On Wednesday morning, it was announced that Salford City had parted ways with manager Neil Wood.
The decision came less than 24 hours after Salford’s 5-1 defeat against Tranmere Rovers on Boxing Day. That loss continued what is one of the worst winless runs in the EFL, with the club without a win since October, spanning a total of eight games.
As a result, the Ammies have dropped down the League Two table like a stone and now sit in 21st, just five points ahead of the relegation places.
Last season’s play-off experience already seems like a long time ago and although they lost in a crushing penalty defeat to current League Two leaders Stockport County in the semi-finals which no doubt looms over the club still, a drop-off in performance to this extent was not expected.
Part of that said drop-off can be attributed to a long injury list however very few excuses can be made given their current vein of form.
Wood had been in the job for less than 18 months and despite taking them to the play-offs last season, the board have now decided that he is no longer the best option to lead the future of the club.
With one of the higher budgets in the league with the club owned by Project 92 Ltd, comprised of multiple former Manchester United legends including Gary Neville and Ryan Giggs, expectations at the club are obviously high. Those expectations have not been met so far this season, resulting in Wood being relived of his duties.
Given their higher budget than most other fourth tier sides, the club can attract some managers that many others at the level simply cannot. Although survival will now be the primary aim, the position will very much be a long-term project to turn those lofty ambitions into reality.
Here are five potential options that Salford might pursue to become their next permanent manger…
Out of a job since April after a torrid season with Reading, Ince is currently the bookies favourite for the position and there is good reasoning for that. Ince played with the majority of the owners during his time at Manchester United, and a reunion could be on the cards.
Not only would Ince bring experience from managing in the Championship, he also has success at managing in League Two and knows how to get a side promoted having taken MK Dons to the 2007-2008 League Two title.
Ince does have a bit to prove after his time at Reading but this could be the perfect time to get his managerial career back on track.
Much like Ince, Hughes also has experience of playing with the majority of the ownership which no doubt enhances his chances. Having taken Bradford City to the play-offs last year, a good showing was once again expected this season.
Alas, much like Wood, those expectations did not become a reality and Hughes was relived of his duties in early October. With plenty of big clubs on his CV, Hughes obviously has plenty of experience, yet he still has an empty trophy cabinet despite managing in the professional game since 1999.
Therefore, he also has something to prove and there are potentially more risks attached than others.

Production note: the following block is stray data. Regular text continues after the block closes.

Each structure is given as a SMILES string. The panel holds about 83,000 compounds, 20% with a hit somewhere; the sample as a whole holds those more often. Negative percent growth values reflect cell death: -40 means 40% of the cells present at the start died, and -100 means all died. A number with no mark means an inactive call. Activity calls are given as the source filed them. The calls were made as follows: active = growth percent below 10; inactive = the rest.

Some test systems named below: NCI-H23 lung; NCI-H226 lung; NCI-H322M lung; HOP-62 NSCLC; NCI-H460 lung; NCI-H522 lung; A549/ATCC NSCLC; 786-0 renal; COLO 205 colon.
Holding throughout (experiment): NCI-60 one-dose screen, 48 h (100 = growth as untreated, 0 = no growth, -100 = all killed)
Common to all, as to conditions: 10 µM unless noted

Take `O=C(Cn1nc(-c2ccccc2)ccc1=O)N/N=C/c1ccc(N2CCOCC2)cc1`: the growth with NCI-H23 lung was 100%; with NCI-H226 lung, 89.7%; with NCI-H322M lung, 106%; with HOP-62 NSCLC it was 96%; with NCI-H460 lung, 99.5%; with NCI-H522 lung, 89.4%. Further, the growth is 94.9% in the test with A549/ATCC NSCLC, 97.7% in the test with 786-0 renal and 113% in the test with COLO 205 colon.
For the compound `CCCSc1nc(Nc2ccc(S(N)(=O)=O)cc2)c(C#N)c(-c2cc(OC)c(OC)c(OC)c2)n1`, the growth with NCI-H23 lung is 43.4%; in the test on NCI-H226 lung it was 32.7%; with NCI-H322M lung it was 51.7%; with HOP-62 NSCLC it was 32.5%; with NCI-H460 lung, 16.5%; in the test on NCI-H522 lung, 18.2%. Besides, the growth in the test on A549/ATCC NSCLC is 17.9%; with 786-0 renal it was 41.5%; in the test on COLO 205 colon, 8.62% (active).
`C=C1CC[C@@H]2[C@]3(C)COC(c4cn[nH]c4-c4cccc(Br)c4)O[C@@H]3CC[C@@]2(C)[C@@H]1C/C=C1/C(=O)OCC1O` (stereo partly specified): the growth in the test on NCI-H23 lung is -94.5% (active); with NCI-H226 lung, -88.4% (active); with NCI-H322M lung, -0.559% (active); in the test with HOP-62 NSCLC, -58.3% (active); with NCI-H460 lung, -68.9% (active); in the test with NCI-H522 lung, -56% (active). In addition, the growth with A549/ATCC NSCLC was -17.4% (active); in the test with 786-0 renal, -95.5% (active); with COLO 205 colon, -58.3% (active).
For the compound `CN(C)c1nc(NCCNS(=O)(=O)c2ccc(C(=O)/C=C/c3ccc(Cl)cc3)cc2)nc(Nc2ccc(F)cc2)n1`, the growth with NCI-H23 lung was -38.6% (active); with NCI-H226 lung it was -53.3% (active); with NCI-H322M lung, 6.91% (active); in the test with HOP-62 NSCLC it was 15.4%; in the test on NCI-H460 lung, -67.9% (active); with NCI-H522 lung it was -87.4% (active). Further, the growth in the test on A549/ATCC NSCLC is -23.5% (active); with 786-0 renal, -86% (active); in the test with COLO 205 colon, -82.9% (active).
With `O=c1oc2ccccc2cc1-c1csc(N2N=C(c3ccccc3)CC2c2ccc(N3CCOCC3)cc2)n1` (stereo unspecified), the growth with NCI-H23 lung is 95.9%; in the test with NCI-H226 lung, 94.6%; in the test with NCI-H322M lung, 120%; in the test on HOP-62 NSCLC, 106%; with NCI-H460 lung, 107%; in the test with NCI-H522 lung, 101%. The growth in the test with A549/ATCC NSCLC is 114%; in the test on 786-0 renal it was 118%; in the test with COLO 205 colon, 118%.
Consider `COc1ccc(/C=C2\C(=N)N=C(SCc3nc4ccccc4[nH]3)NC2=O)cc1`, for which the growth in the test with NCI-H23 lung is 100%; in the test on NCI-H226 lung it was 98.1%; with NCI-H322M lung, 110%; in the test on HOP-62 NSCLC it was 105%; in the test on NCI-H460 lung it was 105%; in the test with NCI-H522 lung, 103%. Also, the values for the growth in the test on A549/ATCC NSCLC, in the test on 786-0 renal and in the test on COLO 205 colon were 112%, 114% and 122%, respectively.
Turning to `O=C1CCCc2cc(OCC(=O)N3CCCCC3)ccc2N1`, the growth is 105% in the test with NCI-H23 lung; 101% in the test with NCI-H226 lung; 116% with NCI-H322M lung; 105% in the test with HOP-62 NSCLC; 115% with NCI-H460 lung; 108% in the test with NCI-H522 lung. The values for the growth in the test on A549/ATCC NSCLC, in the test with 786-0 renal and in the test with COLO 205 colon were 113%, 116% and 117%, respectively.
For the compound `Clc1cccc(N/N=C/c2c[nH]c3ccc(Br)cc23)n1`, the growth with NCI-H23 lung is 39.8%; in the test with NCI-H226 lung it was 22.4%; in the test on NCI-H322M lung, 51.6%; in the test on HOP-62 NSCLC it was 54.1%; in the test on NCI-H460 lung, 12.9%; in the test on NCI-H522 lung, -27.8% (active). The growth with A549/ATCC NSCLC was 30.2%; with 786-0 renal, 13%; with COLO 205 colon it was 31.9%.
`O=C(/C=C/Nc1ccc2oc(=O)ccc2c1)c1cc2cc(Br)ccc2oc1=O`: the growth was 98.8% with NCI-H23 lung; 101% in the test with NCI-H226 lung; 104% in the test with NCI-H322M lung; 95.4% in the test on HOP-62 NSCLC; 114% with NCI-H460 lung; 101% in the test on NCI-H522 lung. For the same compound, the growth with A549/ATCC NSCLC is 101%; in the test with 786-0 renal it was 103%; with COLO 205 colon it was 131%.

From two managers who are well-established in the EFL to a man who is really putting his name about in the National League, Altrincham’s Phil Parkinson could be a left-field pick. The 42-year-old has been with the club since 2017 and now might be the time to make a step-up having got his side into 6th in the National League with one of the smaller budgets in the division.
Although not proven in the EFL, Parkinson did get Altrincham promoted from the National League North via the play-offs a few seasons ago, so has experience in that regard.
Maybe a potentially risky choice given the club’s proximity to the relegation zone, it is unlikely that Parkinson would be given the time to implement his tactics. That being said he has the most upside of any of the five options and is doing great things at Altrincham currently.
Fresh from being sacked by Burton Albion, Maamria may not be a long-term pick, but knows exactly how to keep a side in the league. Having turned Burton’s fortunes around last season, a long winless spell this season ended his reign as manager.
Geographically there are no problems and Maamria could be an option that the owners look to explore. That being said, it could be seen as a negative that he has no experience with a team with promotion chasing ambitions, which does not align with the club’s vision.
Similarly to Maamria, Bonner himself was only recently relived of his duties as Cambridge’s manager. The 38-year-old established himself as somewhat of a cult hero at Cambridge, with his first role at the club coming in an academy capacity way back in 2002.
Relatively new to managing in the professional game in the grand scheme of things, Bonner has only ever had one job, managing Cambridge from 2020 to 2023. A change of scenery might get the best out of Bonner who has plenty more to offer.
He’ll likely be linked with plenty of jobs in the coming months, that is if Salford choose not to pursue him.